The Enigma of US Intel or How RT "Meddled in US Elections"

© AP Photo / J. Scott ApplewhiteA CIA internal report from 2009 shows that the spy agency repeatedly overstated the value of intelligence gained through the torture of its detainees.
A CIA internal report from 2009 shows that the spy agency repeatedly overstated the value of intelligence gained through the torture of its detainees. - Sputnik International
The declassified report released by the US intelligence community on Friday accusing Russia of meddling in the 2016 presidential race, while failing to produce any single evidence of Moscow’s wrongdoing, looks like a bad joke indeed.

Instead of promised answers, all one gets sifting through the 25-page report, jointly prepared by the Central Intelligence Agency, the Federal Bureau of Investigation and the National Security Agency, are phrases like “we assess with high confidence,” “this is likely,” etc.

What one does not get, however, is any hard evidence of President Putin personally authorizing a campaign of cyberattacks aimed at influencing the outcome of the recent presidential elections in the United States.

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The only “proof” of Putin’s interference the report’s authors manage to produce is that the Russian president used to heap praise on Trump and stopped doing this in June 2016 in order not to undermine Americans’ growing support for the billionaire businessman, RIA Novosti commentator Andrei Smirnov wrote.

The report also mentions Guccifer 2.0, a Romanian hacker or group of hackers who the authors claim also worked for the Kremlin.

“Guccifer 2.0, who claimed to be an independent Romanian hacker, made multiple contradictory statements and false claims about his likely Russian identity throughout the election,” the report reads.

Press reporting suggests more than one person claiming to be Guccifer 2.0 interacted with journalists,” the report adds. This is about all its authors managed to dig up.

Their main focus, however, is on the Kremlin’s alleged use of “state-sponsored” media companies and publications like RT and Sputnik that target overseas audiences to discredit Hillary Clinton and aid Donald Trump’s campaign.

Eight of the report’s 25 pages are about RT, which the authors call Russia’s number one propaganda tool. However, most of this coverage happens to come from a 2012 CIA report, which is exactly when Barack Obama was reelected for a second term in the White House.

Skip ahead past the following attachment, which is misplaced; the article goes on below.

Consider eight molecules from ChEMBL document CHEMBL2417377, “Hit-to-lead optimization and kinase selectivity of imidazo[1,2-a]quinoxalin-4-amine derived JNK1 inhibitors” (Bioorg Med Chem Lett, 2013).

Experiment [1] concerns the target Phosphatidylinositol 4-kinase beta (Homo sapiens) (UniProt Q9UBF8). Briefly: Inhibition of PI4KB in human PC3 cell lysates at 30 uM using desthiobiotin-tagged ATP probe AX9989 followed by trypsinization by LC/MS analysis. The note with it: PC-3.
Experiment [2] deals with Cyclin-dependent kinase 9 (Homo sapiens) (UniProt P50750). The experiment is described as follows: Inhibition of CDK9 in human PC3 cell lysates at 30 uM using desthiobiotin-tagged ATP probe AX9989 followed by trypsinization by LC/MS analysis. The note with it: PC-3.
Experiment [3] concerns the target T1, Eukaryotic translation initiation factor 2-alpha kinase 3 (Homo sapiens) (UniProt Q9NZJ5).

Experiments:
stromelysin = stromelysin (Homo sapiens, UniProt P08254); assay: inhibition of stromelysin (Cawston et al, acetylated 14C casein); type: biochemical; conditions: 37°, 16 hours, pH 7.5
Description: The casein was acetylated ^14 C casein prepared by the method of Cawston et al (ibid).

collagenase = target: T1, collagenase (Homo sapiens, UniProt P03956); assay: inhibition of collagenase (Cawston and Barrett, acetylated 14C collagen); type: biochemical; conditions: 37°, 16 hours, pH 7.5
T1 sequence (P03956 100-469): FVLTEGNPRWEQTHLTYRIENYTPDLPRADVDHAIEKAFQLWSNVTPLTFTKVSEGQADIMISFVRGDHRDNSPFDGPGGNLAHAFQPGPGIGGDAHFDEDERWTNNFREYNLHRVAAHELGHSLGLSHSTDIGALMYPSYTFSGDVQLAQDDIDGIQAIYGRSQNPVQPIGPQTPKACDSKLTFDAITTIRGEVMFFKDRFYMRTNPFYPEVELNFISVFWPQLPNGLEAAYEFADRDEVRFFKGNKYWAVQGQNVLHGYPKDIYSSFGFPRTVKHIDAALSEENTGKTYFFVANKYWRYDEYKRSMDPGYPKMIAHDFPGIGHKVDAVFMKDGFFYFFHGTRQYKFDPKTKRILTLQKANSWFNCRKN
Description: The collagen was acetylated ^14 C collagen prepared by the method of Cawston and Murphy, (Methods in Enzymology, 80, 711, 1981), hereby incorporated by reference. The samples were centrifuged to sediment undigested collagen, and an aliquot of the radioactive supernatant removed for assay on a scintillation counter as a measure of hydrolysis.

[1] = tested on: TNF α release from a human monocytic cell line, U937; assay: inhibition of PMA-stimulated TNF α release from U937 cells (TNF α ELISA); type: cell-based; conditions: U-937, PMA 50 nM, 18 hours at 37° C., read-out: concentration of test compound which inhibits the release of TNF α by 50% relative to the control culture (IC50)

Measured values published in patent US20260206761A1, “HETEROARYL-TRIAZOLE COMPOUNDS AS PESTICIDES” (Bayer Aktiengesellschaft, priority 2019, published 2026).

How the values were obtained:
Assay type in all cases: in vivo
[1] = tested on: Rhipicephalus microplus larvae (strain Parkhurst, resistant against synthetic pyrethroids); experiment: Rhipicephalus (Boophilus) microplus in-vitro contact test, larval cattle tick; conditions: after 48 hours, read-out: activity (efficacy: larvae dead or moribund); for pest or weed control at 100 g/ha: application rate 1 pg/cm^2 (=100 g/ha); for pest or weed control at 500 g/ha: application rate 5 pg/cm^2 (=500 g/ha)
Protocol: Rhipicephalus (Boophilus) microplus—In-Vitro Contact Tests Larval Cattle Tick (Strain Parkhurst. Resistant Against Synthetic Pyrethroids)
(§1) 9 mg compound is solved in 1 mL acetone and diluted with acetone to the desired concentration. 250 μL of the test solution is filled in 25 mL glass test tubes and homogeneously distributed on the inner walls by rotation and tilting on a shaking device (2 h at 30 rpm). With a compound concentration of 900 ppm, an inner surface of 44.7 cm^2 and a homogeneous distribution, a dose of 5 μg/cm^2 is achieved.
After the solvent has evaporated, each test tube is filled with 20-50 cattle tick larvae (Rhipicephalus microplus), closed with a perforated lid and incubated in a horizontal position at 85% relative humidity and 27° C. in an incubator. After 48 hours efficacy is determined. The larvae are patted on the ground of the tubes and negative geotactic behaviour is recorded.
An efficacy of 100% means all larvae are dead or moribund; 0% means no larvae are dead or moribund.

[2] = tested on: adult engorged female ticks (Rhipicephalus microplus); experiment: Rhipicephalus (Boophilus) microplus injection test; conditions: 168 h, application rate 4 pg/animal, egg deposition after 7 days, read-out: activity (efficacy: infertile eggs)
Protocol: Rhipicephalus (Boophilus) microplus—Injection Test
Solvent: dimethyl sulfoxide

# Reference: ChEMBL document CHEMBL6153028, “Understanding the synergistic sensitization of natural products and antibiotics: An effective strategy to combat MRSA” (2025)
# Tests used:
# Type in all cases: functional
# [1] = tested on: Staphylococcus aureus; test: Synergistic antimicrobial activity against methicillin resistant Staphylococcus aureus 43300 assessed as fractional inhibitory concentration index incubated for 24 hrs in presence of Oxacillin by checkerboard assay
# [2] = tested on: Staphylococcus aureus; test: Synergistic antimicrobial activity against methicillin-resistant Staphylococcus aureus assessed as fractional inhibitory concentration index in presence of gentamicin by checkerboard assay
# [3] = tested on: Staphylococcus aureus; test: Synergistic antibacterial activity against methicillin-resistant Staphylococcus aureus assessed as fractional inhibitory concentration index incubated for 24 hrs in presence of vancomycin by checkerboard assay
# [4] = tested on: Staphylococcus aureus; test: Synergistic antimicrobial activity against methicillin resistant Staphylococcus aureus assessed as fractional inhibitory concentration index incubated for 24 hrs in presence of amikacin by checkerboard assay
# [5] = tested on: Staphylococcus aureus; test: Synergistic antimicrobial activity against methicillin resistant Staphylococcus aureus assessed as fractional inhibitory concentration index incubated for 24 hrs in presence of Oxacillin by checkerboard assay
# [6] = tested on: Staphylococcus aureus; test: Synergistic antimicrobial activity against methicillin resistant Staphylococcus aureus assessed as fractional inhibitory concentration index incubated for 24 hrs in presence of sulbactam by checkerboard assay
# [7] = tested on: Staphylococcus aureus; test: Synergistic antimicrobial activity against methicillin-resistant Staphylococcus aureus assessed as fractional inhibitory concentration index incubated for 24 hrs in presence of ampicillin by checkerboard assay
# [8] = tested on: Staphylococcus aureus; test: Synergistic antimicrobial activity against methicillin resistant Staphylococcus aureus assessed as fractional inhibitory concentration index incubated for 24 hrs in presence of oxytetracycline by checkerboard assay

Does it mean that Putin had a hand in this too?

The report claims that RT threw its weight behind Trump in March 2016, while any Google user can see that in September 2016, shortly before the Americans went to the polling stations to elect their new president, RT published on its website materials about Donald Trump having used $258,000 of his charity's money to settle legal disputes.

RT ran hundreds of other reports about Trump and Clinton, but the only thing that grabbed the authors of the report’s attention was the channel’s coverage of Clinton’s emails, physical and mental health and her links to Islamic extremists.

The impression is that the intelligence experts who prepared this document completely missed out on numerous US media reports about Clinton blacking out right in the middle of a campaign speech and her subsequent pneumonia diagnosis.

Neither could RT have ignored the front-page US media coverage of the Clinton Foundation’s links to financiers of terrorism, especially after Donald Trump called Hillary Clinton “the co-founder” of Daesh.

RT has not been entirely pro-Trump either. In an October 2016 interview with RT’s Ed Schultz, Clinton's primary Democratic rival, Bernie Sanders, spoke at length why he thought Hillary Clinton was best suited to become America’s next president.

RT’s editor-in-chief Margarita Simonyan - Sputnik International
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The report’s authors were particularly unhappy about RT’s active cooperation with WikiLeaks founder Julian Assange. To an extent that they called Assange’s chat with Dartmouth Films reporter John Pilger “an exclusive interview for RT.”

As a result of all these foul ups, the report failed to gain traction even in the United States itself. After reviewing it a visibly disappointed The Daily Beast came up with an article titled “U.S. Spy Report Blames Putin for Hacks, But Doesn’t Back It Up.”

“[The report] contains some outdated information that seems slapdash considering the attention focused on it. Errors in the report were almost inevitable, because of the haste in which it was prepared, said one US official briefed on the report,” the American news reporting and opinion website wrote.

The Washington Post earlier quoted US officials who had read the report before it came out as saying that even its classified part offered no sensations at all.

The New York Times disagreed, though, describing the report as “damning and surprisingly detailed.”

“We must be reading different reports," Shaun Walker, the Moscow correspondent of The Guardian, observed.

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